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Full text of "Medical Jurisprudence And Toxicology"

PRESERVATION  OF VISCERA  AXD  OTHER ARTICLES                            67

3.    The spleen.   If the  spleen is  very  large  a  portion  only need be

4.    One kidney.

5.    The upper part of the small intestine with its contents.

According to the rules oŁ the U.P. Government for transmitting viscera
and other articles to the Chemical Examiner for analysis the stomach and its
contents are to "be preserved in one bottle, and pieces of the liver, spleen,
kidney and of the upper part of the small intestine, in another bottle, but
it is advisable to preserve the stomach and its contents together with a piece
of the upper part of the small intestine in one bottle, and pieces of the liver,
spleen and kidney in another bottle. In the case of infants one bottle is
quite sufficient. These viscera are to be preserved in rectified spirit except
in cases of suspected poisoning by alcohol, phosphorus, paraldehyde, acetic
acid or carbolic acid and other drugs of the phenol group when a saturated
solution of common salt is to be employed.6 The pieces of viscera should
be slashed or cut into small pieces to ensure penetration of the preservative
used. It should be remembered that the quantity of the rectified spirit or
the saturated solution of common salt should be equal to that of the viscera
in bulk. The viscera and rectified spirit or saturated solution of common
salt together should not fill the bottles, but only reach to two-thirds of their
height, in order to diminish the risk of the bottles bursting in case any gas
of decomposition is given off.7 The stoppers of the bottles should be treated
with motor grease, vaseline or any other suitable grease, to prevent them
sticking, and should be securely tied in position by tape or string, the ends
of which should be sealed in such a manner that the bottles could not be
opened without breaking the seals. A label containing the name of the
deceased and the viscera should be pasted on to each bottle. A sample of
the preservative used—either the rectified spirit or the saturated solution
of common salt—should always be preserved in a separate phial for chemical
analysis, unless the preservative is supplied from the Chemical Examiner's

Before despatch to the Chemical Examiner each bottle should be put
into the cardboard case in which it was issued from the Chemical Examiner's
office. The number stencilled on the cardboard case should be the same as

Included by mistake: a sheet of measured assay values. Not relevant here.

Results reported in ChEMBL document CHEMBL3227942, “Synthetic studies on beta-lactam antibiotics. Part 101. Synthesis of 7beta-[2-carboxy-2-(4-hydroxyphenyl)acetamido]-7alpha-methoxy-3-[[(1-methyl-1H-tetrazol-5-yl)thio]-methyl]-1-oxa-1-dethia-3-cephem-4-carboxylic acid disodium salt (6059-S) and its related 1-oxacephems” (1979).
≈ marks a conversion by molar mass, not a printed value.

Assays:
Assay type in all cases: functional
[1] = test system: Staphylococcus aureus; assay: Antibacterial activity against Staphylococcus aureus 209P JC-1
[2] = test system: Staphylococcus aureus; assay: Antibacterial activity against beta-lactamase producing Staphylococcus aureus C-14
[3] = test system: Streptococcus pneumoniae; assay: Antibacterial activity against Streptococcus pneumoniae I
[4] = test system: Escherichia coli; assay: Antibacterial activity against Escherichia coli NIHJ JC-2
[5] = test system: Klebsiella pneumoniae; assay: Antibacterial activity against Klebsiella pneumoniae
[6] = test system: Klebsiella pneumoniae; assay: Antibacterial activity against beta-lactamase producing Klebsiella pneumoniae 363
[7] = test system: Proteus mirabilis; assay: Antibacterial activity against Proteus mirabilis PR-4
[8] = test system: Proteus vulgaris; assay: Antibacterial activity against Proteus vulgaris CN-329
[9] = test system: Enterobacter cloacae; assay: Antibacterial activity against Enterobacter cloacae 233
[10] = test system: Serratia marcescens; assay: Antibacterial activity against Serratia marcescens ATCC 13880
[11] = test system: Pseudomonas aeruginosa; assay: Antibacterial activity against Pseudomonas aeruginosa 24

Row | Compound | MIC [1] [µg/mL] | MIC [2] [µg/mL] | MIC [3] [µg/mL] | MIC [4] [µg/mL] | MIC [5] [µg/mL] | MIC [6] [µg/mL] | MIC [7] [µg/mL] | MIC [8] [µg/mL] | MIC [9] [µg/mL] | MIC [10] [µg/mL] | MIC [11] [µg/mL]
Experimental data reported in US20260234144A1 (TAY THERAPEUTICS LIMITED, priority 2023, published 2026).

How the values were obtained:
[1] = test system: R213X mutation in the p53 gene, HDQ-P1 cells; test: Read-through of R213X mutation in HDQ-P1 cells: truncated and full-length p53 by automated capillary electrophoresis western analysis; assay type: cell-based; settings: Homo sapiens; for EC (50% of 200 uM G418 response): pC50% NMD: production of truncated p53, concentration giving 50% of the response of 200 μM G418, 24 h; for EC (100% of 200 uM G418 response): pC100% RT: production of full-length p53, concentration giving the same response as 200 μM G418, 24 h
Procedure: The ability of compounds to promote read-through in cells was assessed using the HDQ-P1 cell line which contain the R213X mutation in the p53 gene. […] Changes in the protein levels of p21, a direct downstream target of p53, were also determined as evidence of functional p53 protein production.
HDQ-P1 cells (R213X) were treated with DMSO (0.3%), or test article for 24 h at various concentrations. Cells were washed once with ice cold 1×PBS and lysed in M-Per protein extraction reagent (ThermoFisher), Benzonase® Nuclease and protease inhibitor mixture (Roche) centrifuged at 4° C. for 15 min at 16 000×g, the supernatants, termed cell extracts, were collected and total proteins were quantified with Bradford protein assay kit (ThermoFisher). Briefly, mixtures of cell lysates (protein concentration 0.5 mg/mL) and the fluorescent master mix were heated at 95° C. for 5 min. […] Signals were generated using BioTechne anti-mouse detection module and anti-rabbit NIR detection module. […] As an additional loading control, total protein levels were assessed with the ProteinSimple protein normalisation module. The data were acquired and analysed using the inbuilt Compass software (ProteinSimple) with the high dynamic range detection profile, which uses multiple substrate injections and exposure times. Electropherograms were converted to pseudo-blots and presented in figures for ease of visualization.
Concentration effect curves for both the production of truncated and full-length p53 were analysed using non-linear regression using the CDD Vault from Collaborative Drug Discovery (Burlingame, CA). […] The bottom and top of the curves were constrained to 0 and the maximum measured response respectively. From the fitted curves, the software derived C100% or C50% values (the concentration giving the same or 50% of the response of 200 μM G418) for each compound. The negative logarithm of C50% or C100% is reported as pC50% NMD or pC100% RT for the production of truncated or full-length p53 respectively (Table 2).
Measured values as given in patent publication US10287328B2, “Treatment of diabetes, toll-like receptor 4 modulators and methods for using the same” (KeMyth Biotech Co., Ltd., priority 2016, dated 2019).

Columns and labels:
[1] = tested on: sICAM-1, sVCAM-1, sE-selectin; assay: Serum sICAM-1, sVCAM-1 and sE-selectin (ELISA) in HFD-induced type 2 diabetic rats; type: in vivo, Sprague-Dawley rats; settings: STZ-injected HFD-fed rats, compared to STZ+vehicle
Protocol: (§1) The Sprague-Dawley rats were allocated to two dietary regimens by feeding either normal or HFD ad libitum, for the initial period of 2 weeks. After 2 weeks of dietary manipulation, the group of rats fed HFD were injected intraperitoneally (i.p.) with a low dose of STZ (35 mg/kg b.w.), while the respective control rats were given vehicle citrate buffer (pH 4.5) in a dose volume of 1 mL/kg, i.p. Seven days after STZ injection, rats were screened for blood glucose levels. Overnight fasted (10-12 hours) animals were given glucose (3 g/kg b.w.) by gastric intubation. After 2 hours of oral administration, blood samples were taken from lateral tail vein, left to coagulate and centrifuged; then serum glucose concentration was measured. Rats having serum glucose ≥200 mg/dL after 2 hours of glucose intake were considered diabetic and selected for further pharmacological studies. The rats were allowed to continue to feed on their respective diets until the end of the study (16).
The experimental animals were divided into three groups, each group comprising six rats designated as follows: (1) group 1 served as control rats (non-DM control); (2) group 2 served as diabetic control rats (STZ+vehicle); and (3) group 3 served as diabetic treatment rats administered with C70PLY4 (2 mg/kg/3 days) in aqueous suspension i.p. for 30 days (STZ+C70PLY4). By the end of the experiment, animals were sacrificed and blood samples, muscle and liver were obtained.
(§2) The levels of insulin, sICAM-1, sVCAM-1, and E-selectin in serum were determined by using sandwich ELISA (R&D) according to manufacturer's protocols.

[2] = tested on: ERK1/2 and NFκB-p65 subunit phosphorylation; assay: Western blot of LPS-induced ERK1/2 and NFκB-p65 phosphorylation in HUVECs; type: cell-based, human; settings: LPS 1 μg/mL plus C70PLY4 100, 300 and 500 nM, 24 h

that of the bottle. The cardboard case should be so securely tied up by the
pieces of tape attached to its sides and sealed that it would not be possible
to open the cardboard case without breaking the seals. The cardboard case
should then be placed in a wooden box, called a standard pattern box, which
is also supplied by the Chemical Examiner. The box has a pent-roof shape,
is furnished with a door at the side and is lined inside with cushions which
press against the bottle firmly on all sides, so that no further packing material
is necessary. A bigger wooden box divided into two compartments is also
supplied so that it can hold both the bottles. The door of the box has a
lock whose key remains permanently with the Civil Surgeon. A duplicate
key is kept in the Chemical Examiner's office. A serial number is marked
on each box and also on the key. This number should be quoted in the
letter informing the Chemical Examiner of the despatch of the parcel. After
locking the door of the box a piece of tape should be passed across the key-
hole and sealed in the depression made in the wood near the keyhole. The
address label should be pasted to the door of the box in such a position as
to cover the keyhole. On this label the number and date of the letter
advising despatch to the Chemical Examiner should always be inserted to

6.    The UJ>. Medical Manual, 1934, p. 224 ; Bombay Civil Medical Code, 1926, p. 152 ;
Directions for forwarding  cases to the Chemical Examiner, Bengal, for Medico-Legal
Examination, p. 4.

7,    The UJP. Med. Manual, 1934, ^ 223.